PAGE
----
Thursday, February 22, 2007
- 20A: Quest for a stereotypical Jewish mother? (mission of guilt)
- 25A: What the dry cleaner might say after losing a garment? (dress unknown)
- 43A: Reactions to poetry? (verse effects)
This solving on paper thing is rough. I'm glad I switched now, a month before the tournament, because I Clearly need practice at paper-solving. I didn't feel like this puzzle presented much trouble, and yet my time was over 12. Ick. Oh well, there's still time.
9A: It's held in a hold (cargo)
Dear god this one gave me trouble. The only "hold" I could think of was a wrestling hold, like a half-nelson or something, so I was thinking arms ... then I thought maybe it was a rebus puzzle, and maybe it was [4 ... or fore?]ARMS. Of course the answer is not calling for a plural, so I'm not sure why my brain went where it did, but it did. This NE corner was the last thing to fall. I guessed early on, correctly, that 13D: Home of Bruce Peninsula Natl. Park was ONT (as in ONTario, right?). That helped a little. But NTEST (19A: Provocative military move, briefly) stayed out of sight for a while because "move" made me think of something a human being might do, so I kept thinking something along the lines of, I don't know, GOOSESTEPPING or SABRE-RATTLING (both far, far too long). Please see other commentaries for my feelings about NTEST / HTEST / ATEST - in short, :(
Oh, and nice to have TWO Canadian references in the NE section: not just ONT, but 9D: Losers to the Rangers for the 1994 Stanley Cup (Canucks) - I'm sure my many Canadian readers are either thrilled to see a Canadian team get some face time (during this period of American team dominance in the NHL) or they are sad because this team is clued in relation to its Losing. Poor Canada. Take your sport back! I assure you that no one down here actually wants it.
23A: A tiny bit (one iota)
Not much to say about this one except that I loved the fullness of it. The whole phrase, ONE IOTA, instead of just the normal, crossword-friendly IOTA. My feelings on colloquialisms are well known (i.e. I am for them ... with some notable exceptions). See also WHAT THE!? (48A: "Huh...?!")
35A: Author who inspired a Baltimore team's nickname (Poe)
The team in question is the Baltimore Ravens (NFL), in case you didn't know. This clue represents one possible weakness I have when solving on paper - my eye wanders over the page, and when it alights on a clue it knows, it wants me to go there, even if I'm in a groove and breaking down some other part of the puzzle. I actually stopped whatever I was hacking away at when I saw this clue, just so I could fill it in, instead of keeping up my rhythm and being patient.
28D: Word with black or fire (opal)
I finished this puzzle, walked into my bedroom, curled up with yet another NYT puzzle (from a giant book of them with some marathon runner on the cover crossing a finish line) and soon found that the puzzle in the book had this exact clue / answer pairing. Weird coincidence. That's all I have to say about that.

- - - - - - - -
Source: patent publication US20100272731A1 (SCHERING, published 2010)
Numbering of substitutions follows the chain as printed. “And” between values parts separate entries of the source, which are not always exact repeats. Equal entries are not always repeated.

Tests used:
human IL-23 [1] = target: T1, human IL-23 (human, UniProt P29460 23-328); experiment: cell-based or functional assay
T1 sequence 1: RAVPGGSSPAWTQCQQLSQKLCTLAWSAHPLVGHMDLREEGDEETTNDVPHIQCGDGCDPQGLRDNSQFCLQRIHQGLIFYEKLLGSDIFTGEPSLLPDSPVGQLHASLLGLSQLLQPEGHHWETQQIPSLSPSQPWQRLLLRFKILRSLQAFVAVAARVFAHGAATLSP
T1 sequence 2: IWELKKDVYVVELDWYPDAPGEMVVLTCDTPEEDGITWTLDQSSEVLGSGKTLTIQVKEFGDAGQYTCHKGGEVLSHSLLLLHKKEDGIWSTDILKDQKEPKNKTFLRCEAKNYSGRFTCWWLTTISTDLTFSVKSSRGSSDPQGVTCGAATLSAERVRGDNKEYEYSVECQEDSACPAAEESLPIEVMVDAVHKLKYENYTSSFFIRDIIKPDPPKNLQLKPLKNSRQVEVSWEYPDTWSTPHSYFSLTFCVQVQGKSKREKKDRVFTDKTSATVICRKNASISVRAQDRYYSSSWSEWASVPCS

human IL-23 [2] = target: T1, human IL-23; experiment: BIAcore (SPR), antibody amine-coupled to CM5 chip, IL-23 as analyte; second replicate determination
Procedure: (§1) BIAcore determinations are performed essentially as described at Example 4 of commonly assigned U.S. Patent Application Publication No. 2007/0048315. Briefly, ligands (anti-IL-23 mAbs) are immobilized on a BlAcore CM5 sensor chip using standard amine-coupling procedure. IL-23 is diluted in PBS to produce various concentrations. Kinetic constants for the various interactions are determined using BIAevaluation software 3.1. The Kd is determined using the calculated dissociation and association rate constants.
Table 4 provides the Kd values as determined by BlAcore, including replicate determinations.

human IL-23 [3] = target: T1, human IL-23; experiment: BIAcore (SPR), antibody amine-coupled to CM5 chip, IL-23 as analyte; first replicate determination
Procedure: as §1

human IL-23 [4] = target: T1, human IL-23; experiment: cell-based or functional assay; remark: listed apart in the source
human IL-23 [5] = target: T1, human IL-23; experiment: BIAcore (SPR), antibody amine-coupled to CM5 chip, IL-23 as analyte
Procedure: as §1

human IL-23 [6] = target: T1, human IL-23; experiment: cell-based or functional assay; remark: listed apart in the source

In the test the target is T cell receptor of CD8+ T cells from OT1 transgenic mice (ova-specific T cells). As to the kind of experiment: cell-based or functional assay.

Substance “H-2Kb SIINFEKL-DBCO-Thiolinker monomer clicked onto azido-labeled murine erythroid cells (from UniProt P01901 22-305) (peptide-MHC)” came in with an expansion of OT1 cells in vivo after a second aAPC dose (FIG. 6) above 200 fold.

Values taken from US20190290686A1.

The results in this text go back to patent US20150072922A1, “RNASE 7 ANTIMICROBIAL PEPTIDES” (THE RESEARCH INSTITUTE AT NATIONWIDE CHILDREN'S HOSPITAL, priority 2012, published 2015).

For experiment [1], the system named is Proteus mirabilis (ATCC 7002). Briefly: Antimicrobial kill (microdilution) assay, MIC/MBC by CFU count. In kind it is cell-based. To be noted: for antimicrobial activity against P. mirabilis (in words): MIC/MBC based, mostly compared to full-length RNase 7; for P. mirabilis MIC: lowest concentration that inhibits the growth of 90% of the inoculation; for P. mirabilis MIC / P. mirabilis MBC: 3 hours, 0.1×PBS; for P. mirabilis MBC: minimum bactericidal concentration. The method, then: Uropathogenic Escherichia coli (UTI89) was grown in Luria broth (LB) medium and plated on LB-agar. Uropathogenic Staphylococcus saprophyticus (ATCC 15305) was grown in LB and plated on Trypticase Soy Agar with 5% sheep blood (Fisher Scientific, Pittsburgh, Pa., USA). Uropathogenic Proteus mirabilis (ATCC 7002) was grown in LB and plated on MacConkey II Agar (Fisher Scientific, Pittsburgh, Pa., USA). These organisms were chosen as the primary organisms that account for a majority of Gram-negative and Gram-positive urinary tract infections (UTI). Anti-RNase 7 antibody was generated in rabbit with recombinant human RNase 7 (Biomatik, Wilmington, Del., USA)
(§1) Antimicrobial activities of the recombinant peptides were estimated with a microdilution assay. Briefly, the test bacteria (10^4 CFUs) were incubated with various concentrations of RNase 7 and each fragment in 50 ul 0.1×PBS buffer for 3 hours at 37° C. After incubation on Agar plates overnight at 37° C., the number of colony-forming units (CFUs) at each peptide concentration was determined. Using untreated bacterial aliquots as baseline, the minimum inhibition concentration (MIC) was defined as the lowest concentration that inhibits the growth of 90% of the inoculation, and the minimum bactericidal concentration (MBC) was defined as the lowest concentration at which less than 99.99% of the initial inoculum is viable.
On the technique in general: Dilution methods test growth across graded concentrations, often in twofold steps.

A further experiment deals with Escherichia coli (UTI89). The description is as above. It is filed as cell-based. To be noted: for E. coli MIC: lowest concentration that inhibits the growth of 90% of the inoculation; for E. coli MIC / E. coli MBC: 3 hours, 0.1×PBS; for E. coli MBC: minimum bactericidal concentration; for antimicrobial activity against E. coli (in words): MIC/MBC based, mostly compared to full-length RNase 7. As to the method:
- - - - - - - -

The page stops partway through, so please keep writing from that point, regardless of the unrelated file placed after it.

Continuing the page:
36A: Stuns (zaps)
56D: "Pow!" ("Bam!")
Now here's a subtheme I can really enjoy: comic book sounds! Thank god for ZAPS, as I never would have gotten "Z" cross without it: 31D: Sea of _____ between Russia and Ukraine (Azov). Hey, isn't Ukraine where LVOV is? Yes, but it's on the other (western) side from the Sea of AZOV, which is that little pouch of a sea on top of the Black Sea. Good to know.
6D: Some rings (arenas)
7D: Scrubbed (nogo)
8D: Anachronism, e.g. (goof)
These are all the Downs in the far North or "Fargo" portion of the puzzle. Despite having the first three letters of all of them very quickly, NOGO was the only one that would behave (btw, are you taunting me with the I GO, GIGO, NOGO - type clues? Every day...). I would like to know that someone, somewhere out there had AREOLA or some desperate made-up version of the word for [Some rings]. AREOLI!? For some reason, even with GOO- in place I could not think of an [Anachronism, e.g.] as a GOOF. Needed the cross to see the semi-obvious.
63A: George Strait's "All My _____ Live in Texas" (Exs)
I was just rereading an old blog entry wherein I commented on this very answer, and how odd the spelling was. And here it is again. What's weird / sad is that in rereading that entry, I was thinking of how weird EXS looks on paper, and then for some reason with today's puzzle, I still couldn't spell it right. I wrote XES first. Stupid.
12D: Heart (gist)
55D: Heart (crux)
Again, cute. Again, stop it. Unless the repeated clues have 180-degree rotational symmetry, in which case, I'll allow it.
33D: Duke it out (spar)
I thought SPARring was fake boxing. Like, practice. [Duke it out] implies actual fighting to me, so I hereby challenge the validity of this clue. I throw down the gauntlet. Nothnagel and I can [Duke it out] at some later date.
45D: Wealthy TV family (Ewings)
53D: "Thirtysomething" actor (Olin)
The first of these answers is Hot. EWINGS came to me immediately, though I suppose there are probably any number of wealthy families on TV. Something about "Dallas" is so campy and dated that I'm always happy to see it in the grid. OLIN (any relation to actress Lena OLIN?) took a while to rise to the top of my brains. Had just the "O" and had to sit patiently for a few seconds while the fog cleared and OLIN eventually presented himself. I did not watch this show much. Because I was not "thirtysomething" then. I am "thirtysomething" now. And what do I watch? "American Idol." I voted for Lakisha. What a world.
Signed, Rex Parker, King of CrossWorld